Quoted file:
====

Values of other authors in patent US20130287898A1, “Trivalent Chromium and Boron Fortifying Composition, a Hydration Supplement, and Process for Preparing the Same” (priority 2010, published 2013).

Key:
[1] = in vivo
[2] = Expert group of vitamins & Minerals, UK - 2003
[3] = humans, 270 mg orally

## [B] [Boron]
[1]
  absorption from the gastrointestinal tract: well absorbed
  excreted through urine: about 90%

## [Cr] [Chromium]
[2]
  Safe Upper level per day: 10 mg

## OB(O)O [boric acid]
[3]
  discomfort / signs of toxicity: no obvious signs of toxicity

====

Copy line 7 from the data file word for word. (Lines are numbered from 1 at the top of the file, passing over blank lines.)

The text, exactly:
[1]